- Shares in Asia mostly rose on Thursday.
- Data from the Australian Bureau of Statistics released Thursday showed retail sales in the country being largely unchanged from the previous month on a seasonally adjusted basis.
- In an unexpected decision, the Reserve Bank of India kept interest rates unchanged. Markets had been widely anticipating a sixth rate cut from the Indian central bank.
Stocks in Asia were mostly higher on Thursday as investors digested recent developments on U.S.-China trade.
Mainland Chinese stocks gained on the day, with the Shanghai composite up 0.74% to about 2,899.47 and the Shenzhen component rising 1.15% to 9,799.07. The Shenzhen composite added 1.147% to approximately 1,626.97. Hong Kong's Hang Seng index gained 0.56%, as of its final hour of trading.
Meanwhile, shares in Australia also advanced after leading losses among regional markets on Wednesday, with the S&P/ASX 200 closing 1.16% higher at 6,683.00.
Data from the Australian Bureau of Statistics released Thursday showed retail sales in the country were largely flat from the previous month on a seasonally adjusted basis. That was below expectations for a 0.3% increase from a Reuters poll.
South Korea's Kospi, on the other hand, lagged as it slipped 0.39% to close at 2,060.74.
India's Nifty 50 was largely flat, recovering from a slip seen earlier after the Reserve Bank of India unexpectedly kept interest rates unchanged. Markets had been widely anticipating a sixth rate cut from the Indian central bank amid a notable slowdown in the country's economy.
Overall, the MSCI Asia ex-Japan index traded 0.57% higher.
Investor reacted to overnight developments on U.S.-China trade, after a news report from Bloomberg said Washington and Beijing were edging closer to a trade deal.
The Bloomberg report, which cited people familiar with the talks, said the two countries were moving closer to agreeing on the amount of tariffs that would be rolled back in a so-called phase-one trade deal. U.S. President Donald Trump also said Wednesday that trade talks with China were going well.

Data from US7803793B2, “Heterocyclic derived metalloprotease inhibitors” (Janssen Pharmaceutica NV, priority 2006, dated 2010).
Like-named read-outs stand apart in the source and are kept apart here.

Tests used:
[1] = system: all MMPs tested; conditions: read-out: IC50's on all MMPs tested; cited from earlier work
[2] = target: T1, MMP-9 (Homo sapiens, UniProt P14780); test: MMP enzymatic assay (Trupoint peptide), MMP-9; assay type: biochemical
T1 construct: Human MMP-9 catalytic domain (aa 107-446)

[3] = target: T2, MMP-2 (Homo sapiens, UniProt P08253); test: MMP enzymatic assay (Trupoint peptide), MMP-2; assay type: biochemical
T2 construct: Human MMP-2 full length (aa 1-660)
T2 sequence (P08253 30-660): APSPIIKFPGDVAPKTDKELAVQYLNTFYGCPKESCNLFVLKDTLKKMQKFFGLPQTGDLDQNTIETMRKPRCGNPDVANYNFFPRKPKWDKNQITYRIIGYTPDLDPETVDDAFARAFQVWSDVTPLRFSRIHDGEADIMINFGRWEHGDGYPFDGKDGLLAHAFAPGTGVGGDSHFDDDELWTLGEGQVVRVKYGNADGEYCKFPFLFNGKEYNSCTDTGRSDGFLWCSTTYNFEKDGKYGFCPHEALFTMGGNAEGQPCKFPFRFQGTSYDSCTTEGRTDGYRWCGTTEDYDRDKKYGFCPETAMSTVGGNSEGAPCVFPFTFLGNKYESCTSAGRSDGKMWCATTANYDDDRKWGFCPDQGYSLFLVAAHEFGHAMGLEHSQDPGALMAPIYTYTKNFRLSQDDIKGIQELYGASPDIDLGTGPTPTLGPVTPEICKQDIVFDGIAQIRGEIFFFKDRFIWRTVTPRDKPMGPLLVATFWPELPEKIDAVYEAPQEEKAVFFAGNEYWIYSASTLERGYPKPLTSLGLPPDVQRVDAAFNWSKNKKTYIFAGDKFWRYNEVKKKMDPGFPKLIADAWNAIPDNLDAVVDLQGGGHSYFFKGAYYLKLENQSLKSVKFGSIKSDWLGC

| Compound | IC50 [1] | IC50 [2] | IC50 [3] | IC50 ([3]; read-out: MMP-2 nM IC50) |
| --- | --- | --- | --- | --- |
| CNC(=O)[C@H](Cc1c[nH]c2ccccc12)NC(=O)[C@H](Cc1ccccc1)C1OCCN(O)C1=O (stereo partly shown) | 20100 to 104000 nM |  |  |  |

That came just a day after Trump said Tuesday he may delay a trade deal with China till after the 2020 U.S. presidential election, leading to a sell-off across markets globally. The recent developments come ahead of a closely watched date of Dec. 15, when additional tariffs on Chinese exports to the U.S. are set to go into effect.
"(Trump) likes to keep everybody off balance," William Reinsch, senior adviser and Scholl chair in international business at CSIS, told CNBC's "Squawk Box" on Thursday.
"We're headed into a deadline. He has to make a decision about more tariffs by December 15th, so I think he wants to do things that will ... keep the Chinese off balance, keep them confused, and keep the pressure on," Reinsch said.
"The tariffs are crucial, it's one of our key risks that we see in the market," Adrian Zuercher, head of Asia-Pacific asset allocation at UBS Global Wealth Management, told CNBC's "Street Signs" on Thursday. "We see a relatively good chance that there's a sort of first phase deal and maybe the December tariffs get pushed out or actually even removed."
Overnight stateside, the major indexes rebounded from a 3-day losing streak following the Bloomberg report. The Dow Jones Industrial Average closed 146.97 points higher at 27,649.78 while the S&P 500 gained 0.6% to end its trading day at 3,112.76. The Nasdaq Composite advanced 0.5% to close at 8,566.67.
The U.S. dollar index, which tracks the greenback against a basket of its peers, was last at 97.562 after seeing highs above 97.7 yesterday.
The Japanese yen traded at 108.81 against the dollar after weakening from levels below 108.5 yesterday. The Australian dollar changed hands at $0.684 after bouncing from lows around $0.681 in the previous session.
— CNBC's Fred Imbert contributed to this report.